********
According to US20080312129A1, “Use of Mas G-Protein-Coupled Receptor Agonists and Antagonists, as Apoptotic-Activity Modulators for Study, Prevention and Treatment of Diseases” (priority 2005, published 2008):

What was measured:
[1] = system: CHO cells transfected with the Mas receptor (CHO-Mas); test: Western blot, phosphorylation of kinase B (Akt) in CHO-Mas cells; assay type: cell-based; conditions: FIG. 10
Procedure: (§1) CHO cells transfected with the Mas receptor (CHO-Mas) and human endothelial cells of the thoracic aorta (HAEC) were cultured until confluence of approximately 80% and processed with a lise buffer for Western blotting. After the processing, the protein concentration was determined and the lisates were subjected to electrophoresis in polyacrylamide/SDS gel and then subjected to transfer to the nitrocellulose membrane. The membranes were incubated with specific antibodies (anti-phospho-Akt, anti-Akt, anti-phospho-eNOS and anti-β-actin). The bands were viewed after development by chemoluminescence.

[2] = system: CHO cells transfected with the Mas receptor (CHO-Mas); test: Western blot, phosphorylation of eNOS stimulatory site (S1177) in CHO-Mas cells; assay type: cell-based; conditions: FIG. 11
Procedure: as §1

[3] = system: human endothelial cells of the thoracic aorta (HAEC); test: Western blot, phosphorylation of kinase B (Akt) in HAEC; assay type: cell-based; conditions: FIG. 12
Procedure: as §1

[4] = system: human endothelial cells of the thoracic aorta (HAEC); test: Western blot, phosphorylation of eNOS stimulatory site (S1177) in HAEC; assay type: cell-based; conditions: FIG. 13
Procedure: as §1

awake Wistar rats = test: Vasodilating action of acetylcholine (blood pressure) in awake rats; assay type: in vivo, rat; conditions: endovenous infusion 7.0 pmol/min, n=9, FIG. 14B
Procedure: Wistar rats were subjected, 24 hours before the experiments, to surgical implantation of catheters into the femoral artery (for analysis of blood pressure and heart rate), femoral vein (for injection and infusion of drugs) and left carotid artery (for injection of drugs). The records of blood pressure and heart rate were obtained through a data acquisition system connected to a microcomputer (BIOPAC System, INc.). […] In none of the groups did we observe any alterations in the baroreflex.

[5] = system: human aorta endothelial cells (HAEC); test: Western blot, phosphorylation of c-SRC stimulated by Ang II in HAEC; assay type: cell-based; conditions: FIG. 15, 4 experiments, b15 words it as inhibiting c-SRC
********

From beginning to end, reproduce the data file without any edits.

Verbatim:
According to US20080312129A1, “Use of Mas G-Protein-Coupled Receptor Agonists and Antagonists, as Apoptotic-Activity Modulators for Study, Prevention and Treatment of Diseases” (priority 2005, published 2008):

What was measured:
[1] = system: CHO cells transfected with the Mas receptor (CHO-Mas); test: Western blot, phosphorylation of kinase B (Akt) in CHO-Mas cells; assay type: cell-based; conditions: FIG. 10
Procedure: (§1) CHO cells transfected with the Mas receptor (CHO-Mas) and human endothelial cells of the thoracic aorta (HAEC) were cultured until confluence of approximately 80% and processed with a lise buffer for Western blotting. After the processing, the protein concentration was determined and the lisates were subjected to electrophoresis in polyacrylamide/SDS gel and then subjected to transfer to the nitrocellulose membrane. The membranes were incubated with specific antibodies (anti-phospho-Akt, anti-Akt, anti-phospho-eNOS and anti-β-actin). The bands were viewed after development by chemoluminescence.

[2] = system: CHO cells transfected with the Mas receptor (CHO-Mas); test: Western blot, phosphorylation of eNOS stimulatory site (S1177) in CHO-Mas cells; assay type: cell-based; conditions: FIG. 11
Procedure: as §1

[3] = system: human endothelial cells of the thoracic aorta (HAEC); test: Western blot, phosphorylation of kinase B (Akt) in HAEC; assay type: cell-based; conditions: FIG. 12
Procedure: as §1

[4] = system: human endothelial cells of the thoracic aorta (HAEC); test: Western blot, phosphorylation of eNOS stimulatory site (S1177) in HAEC; assay type: cell-based; conditions: FIG. 13
Procedure: as §1

awake Wistar rats = test: Vasodilating action of acetylcholine (blood pressure) in awake rats; assay type: in vivo, rat; conditions: endovenous infusion 7.0 pmol/min, n=9, FIG. 14B
Procedure: Wistar rats were subjected, 24 hours before the experiments, to surgical implantation of catheters into the femoral artery (for analysis of blood pressure and heart rate), femoral vein (for injection and infusion of drugs) and left carotid artery (for injection of drugs). The records of blood pressure and heart rate were obtained through a data acquisition system connected to a microcomputer (BIOPAC System, INc.). […] In none of the groups did we observe any alterations in the baroreflex.

[5] = system: human aorta endothelial cells (HAEC); test: Western blot, phosphorylation of c-SRC stimulated by Ang II in HAEC; assay type: cell-based; conditions: FIG. 15, 4 experiments, b15 words it as inhibiting c-SRC